Hong Kong Exports Fall for 12th Straight Month
Date: Wednesday, November 27, 2019
Hong Kong’s exports declined for a 12th straight month in October with the financial hub mired in recession under the ongoing U.S.-China trade war and pro-democracy protests.
Exports contracted to HK$348.5 billion ($44.5 billion), a 9.2% drop from a year ago, according to a government release. The median forecast was for a 8.4% retreat, according to economists surveyed by Bloomberg. Imports fell by 11.5% from a year ago, narrowing the trade deficit to HK$30.6 billion.
“Hong Kong’s merchandise export performance will likely stay weak in the near term, as soft global economic growth and uncertainties stemming from U.S. trade policies continue to dampen external demand,” a government spokesman said in the release.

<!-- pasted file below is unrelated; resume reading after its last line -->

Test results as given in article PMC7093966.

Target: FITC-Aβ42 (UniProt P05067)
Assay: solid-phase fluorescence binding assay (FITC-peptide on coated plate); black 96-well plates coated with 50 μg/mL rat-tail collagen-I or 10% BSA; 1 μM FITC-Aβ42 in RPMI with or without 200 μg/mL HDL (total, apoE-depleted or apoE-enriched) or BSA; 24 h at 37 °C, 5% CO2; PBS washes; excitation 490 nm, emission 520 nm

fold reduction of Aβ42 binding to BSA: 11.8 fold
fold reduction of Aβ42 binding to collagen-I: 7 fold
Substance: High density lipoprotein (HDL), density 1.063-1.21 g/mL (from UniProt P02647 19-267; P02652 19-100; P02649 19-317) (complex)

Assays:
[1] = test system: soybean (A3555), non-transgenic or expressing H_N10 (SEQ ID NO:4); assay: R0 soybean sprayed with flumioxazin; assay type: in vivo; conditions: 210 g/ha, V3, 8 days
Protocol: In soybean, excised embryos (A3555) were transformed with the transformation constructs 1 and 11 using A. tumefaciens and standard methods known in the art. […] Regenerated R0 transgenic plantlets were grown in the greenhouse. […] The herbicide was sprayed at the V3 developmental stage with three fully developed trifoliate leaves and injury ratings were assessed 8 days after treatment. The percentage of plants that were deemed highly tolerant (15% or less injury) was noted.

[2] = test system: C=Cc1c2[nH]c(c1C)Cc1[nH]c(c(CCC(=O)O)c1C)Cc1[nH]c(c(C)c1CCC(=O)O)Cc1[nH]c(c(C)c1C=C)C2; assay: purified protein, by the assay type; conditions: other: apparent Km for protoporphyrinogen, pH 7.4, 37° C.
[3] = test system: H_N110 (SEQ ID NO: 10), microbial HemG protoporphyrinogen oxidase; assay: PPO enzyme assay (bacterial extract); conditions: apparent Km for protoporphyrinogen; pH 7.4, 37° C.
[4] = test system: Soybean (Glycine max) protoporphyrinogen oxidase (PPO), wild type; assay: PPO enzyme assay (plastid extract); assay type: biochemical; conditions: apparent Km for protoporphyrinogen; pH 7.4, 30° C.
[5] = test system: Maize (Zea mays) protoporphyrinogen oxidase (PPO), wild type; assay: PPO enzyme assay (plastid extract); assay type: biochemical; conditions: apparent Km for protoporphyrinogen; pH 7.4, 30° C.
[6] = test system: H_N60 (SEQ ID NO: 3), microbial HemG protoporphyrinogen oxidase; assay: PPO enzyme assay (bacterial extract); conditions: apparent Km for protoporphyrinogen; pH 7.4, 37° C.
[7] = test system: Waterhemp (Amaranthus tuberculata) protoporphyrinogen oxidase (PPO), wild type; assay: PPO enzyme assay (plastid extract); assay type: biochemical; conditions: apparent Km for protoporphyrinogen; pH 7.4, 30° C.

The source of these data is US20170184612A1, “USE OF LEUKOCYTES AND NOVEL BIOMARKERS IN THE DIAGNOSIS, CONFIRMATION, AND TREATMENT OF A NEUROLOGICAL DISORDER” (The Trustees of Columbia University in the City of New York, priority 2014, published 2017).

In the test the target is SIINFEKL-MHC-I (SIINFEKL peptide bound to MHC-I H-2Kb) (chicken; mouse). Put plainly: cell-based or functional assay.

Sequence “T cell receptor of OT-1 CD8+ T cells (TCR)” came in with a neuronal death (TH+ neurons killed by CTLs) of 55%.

Hong Kong’s economy has quickly lost momentum since the start of the year, falling into its first recession in a decade in the third quarter. Its status as a regional trade hub has left the city exposed to the trade conflict while more than five months of protests in the streets have taken a toll on retail, restaurants, hotels and other services industries.
However, optimism is growing that China and the U.S. are progressing in trade talks. The two nations “reached consensus on properly resolving relevant issues” and agreed to stay in contact on the remaining points for a “phase one” trade deal during a phone call Tuesday morning Beijing time, the Ministry of Commerce said in a statement.